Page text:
- 35.Liu X, Chen Y, Yang H, Li T, Xu B, Chen D (2017) Expansive open-door laminoplasty versus laminectomy and instrumented fusion for cases with cervical ossification of the posterior longitudinal ligament and straight lordosis. Eur Spine J 26:1–8Google Scholar
- 37.Tanno M, Furukawa KI, Ueyama K, Harata S, Motomura S (2003) Uniaxial cyclic stretch induces osteogenic differentiation and synthesis of bone morphogenetic proteins of spinal ligament cells derived from patients with ossification of the posterior longitudinal ligaments. Bone 33(4):475–484CrossRefPubMedGoogle Scholar
- 38.Katsumi K, Izumi T, Ito T, Hirano T, Watanabe K, Ohashi M (2016) Posterior instrumented fusion suppresses the progression of ossification of the posterior longitudinal ligament: a comparison of laminoplasty with and without instrumented fusion by three-dimensional analysis. Eur Spine J 25(5):1634CrossRefPubMedGoogle Scholar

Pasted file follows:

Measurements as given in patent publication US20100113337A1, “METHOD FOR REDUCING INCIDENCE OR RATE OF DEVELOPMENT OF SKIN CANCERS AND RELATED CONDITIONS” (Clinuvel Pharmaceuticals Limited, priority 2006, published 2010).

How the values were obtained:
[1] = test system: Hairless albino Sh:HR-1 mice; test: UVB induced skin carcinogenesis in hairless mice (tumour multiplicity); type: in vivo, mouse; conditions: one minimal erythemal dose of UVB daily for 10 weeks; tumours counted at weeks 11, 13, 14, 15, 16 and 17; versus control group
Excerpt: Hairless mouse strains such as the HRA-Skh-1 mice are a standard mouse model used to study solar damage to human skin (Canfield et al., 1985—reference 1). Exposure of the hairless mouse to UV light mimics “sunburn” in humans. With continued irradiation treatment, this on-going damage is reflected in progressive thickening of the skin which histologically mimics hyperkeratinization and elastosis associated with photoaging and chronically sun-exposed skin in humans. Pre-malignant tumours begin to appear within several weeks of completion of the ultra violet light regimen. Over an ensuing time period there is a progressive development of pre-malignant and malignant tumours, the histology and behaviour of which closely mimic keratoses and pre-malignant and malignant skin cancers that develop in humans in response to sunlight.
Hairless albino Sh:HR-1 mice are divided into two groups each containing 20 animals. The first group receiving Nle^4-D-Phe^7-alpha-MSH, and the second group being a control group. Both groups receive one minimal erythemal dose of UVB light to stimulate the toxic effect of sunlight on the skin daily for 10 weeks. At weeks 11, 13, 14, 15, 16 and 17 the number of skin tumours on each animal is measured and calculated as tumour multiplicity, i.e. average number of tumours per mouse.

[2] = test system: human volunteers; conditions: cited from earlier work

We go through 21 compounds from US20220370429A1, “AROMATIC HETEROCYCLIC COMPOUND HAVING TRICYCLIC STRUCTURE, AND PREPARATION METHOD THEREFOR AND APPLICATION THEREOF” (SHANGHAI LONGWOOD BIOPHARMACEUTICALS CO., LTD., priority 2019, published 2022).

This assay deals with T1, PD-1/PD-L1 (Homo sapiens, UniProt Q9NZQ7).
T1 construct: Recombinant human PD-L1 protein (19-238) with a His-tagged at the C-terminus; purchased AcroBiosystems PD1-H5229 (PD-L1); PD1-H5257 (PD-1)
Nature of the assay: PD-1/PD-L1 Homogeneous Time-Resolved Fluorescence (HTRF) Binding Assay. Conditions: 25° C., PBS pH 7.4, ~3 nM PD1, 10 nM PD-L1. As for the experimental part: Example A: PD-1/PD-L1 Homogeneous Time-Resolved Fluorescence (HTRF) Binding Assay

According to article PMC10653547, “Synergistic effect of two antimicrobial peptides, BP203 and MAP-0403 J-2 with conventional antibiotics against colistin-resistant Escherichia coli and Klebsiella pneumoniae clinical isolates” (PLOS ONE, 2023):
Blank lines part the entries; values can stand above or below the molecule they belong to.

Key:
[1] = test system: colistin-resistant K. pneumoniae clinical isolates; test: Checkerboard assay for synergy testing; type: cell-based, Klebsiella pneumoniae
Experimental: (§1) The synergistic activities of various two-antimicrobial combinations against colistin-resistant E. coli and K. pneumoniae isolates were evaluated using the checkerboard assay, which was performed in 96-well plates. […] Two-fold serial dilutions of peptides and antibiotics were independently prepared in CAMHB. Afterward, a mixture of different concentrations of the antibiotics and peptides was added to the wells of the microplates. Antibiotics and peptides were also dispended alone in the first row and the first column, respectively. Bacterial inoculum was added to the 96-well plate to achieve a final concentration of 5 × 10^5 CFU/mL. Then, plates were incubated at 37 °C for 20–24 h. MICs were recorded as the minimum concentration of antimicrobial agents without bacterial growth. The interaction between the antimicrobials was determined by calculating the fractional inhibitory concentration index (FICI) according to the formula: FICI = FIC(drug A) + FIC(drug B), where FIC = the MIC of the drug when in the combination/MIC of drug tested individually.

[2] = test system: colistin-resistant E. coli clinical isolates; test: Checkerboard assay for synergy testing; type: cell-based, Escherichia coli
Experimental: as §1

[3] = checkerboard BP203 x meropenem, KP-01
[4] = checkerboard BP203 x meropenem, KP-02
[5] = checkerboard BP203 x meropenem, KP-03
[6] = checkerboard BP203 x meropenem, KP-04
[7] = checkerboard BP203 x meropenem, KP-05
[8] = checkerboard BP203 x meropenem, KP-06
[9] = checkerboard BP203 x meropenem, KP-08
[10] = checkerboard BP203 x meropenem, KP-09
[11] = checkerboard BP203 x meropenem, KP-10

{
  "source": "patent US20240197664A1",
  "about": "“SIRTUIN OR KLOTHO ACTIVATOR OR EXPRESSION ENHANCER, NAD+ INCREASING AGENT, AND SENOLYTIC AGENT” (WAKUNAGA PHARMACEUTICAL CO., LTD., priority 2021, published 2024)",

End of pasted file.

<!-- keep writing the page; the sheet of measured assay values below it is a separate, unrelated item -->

- 39.Fargen KM, Cox JB, Hoh DJ (2012) Does ossification of the posterior longitudinal ligament progress after laminoplasty? radiographic and clinical evidence of ossification of the posterior longitudinal ligament lesion growth and the risk factors for late neurologic deterioration. J Neurosurg Spine 17(6):512CrossRefPubMedGoogle Scholar